Drugs and Medication
Legal drugs are natural or synthetic substances which are used for the treatment and/or prevention of a disease or the symptoms of a disease. The process involving the use of drugs in the treatment and cure of various health ailments is known as medication.
Pharmaceuticals are a huge industry with about $1 trillion spent globally every year on medicines as part of health care. Novartis, Pfizer, Roche and Sanofi are some of the largest pharmaceutical manufacturers. Drugs introduced into the market are the result of time- consuming and expensive research and development (R&D) and clinical trials. On average only two of every 10,000 chemical substances synthesized reach the manufacturing stage.
There are four main types of drugs available for medication around the world:
Branded medicines: These are chemical drugs discovered by a pharmaceutical company which, after gaining a license, markets these medicines under a brand name. The original manufacturer holds the exclusive rights to market the medicines under its brand for the licensed period.
Generics: Once a patent expires, other drug companies then have the right to manufacture and market the chemical drug. However, they must market it under its generic name, or under a different brand name.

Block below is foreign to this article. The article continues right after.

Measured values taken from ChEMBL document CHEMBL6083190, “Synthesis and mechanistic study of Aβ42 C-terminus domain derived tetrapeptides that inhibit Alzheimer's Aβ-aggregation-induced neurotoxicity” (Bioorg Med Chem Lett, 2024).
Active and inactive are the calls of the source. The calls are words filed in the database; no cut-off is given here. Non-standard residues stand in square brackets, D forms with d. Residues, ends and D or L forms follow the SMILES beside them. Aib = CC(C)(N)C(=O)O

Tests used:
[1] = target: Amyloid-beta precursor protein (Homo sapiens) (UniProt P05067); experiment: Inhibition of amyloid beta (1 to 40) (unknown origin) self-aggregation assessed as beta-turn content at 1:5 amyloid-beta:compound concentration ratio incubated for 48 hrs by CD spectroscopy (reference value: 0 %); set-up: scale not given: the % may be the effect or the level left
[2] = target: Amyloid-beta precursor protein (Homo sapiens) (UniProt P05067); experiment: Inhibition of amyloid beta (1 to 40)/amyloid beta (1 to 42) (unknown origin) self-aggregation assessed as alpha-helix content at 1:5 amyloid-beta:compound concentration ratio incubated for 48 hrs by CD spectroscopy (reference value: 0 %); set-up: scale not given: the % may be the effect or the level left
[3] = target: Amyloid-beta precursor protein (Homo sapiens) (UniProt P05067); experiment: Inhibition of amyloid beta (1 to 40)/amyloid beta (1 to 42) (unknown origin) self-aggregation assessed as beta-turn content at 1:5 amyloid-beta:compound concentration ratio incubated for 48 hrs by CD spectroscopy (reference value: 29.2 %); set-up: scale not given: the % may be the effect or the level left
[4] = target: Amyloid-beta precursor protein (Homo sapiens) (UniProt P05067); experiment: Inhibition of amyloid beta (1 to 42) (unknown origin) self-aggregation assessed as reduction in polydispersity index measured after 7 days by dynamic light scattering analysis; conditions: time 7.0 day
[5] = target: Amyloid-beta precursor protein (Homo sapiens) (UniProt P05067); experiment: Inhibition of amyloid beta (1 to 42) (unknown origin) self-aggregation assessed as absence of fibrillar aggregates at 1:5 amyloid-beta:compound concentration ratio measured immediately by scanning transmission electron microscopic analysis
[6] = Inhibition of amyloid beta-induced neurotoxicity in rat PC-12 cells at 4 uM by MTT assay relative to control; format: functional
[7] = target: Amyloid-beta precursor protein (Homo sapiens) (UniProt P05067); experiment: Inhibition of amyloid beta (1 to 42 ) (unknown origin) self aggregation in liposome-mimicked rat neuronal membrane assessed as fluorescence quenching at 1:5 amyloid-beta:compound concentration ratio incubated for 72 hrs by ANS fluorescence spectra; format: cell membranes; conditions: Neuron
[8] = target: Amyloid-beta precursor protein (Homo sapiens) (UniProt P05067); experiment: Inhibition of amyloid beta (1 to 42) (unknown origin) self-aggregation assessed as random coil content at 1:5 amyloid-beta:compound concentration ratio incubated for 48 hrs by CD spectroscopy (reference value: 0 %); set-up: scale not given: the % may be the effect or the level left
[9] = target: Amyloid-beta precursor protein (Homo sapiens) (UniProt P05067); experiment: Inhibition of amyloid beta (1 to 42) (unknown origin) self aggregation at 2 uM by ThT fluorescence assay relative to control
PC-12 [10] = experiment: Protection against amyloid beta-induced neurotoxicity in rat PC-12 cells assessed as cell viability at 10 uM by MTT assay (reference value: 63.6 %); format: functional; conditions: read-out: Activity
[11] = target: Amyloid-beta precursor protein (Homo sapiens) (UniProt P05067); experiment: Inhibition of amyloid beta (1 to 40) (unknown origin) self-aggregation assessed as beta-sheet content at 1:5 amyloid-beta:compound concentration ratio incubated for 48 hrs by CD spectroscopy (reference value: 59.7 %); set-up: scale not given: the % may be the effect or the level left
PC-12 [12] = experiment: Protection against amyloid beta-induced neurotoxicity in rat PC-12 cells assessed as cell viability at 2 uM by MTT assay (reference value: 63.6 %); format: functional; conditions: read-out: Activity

Biopharmaceutical products: Biological products are generally derived from a living organism. They can come from many sources, including humans, animals, micro-organisms or yeast.
Biosimilars: These are the alternative version of an original biopharmaceutical product. A biosimilar product is very similar but not identical to the original biological product due to the complex structure of biologic medicines. . Minor differences in the active ingredient are expected and permitted in biosimilars as long as these differences are not clinically critical, and the drugs are effective and safe.
Regional Market Shares
The USA, Germany, France and the UK are some of the largest producers of drugs, accounting for two-thirds of global production. According to the Pharmaceutical Research and Manufacturers Association, the USA conducts the majority of the world’s R&D in pharmaceuticals and holds the intellectual property rights on most new medicines. As a result, more than 50% (by sales) of medicines introduced in recent years came from the USA. The USA is also the world’s largest market for pharmaceuticals, accounting for around 30% of global spending on drugs.
Europe accounts for about 20% of the global spending on drugs. Of these, Germany, France, Italy, the UK and Spain are some of the countries where spending on medicines is particularly high. Drugs spending in Europe is likely to remain flat over the next few years owing to a weak economic recovery, low population growth and continued efforts to reduce public debt.
Emerging countries in Asia and Latin America are forecast to grow rapidly to a point where they account for more than 35% of the global drugs spend. Increases in spending in these countries will be driven by a rising incidence of disease, favorable government policies and improving healthcare infrastructures. Spending on medicines in China in particular is likely to grow exponentially to reach more than $160 billion a year by 2018.This is likely to make China the world’s second largest pharmaceuticals market. Implementation of health reforms and the increasing size of the ageing population are expected to drive the market in this country.